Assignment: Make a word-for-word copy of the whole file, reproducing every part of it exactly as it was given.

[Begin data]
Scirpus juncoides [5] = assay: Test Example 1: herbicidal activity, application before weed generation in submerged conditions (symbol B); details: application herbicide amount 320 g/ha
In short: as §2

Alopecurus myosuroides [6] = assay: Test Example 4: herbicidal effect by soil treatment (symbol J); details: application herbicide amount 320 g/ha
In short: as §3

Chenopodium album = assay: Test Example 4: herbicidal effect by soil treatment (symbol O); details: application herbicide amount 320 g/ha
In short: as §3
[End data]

Scirpus juncoides [5] = assay: Test Example 1: herbicidal activity, application before weed generation in submerged conditions (symbol B); details: application herbicide amount 320 g/ha
In short: as §2

Alopecurus myosuroides [6] = assay: Test Example 4: herbicidal effect by soil treatment (symbol J); details: application herbicide amount 320 g/ha
In short: as §3

Chenopodium album = assay: Test Example 4: herbicidal effect by soil treatment (symbol O); details: application herbicide amount 320 g/ha
In short: as §3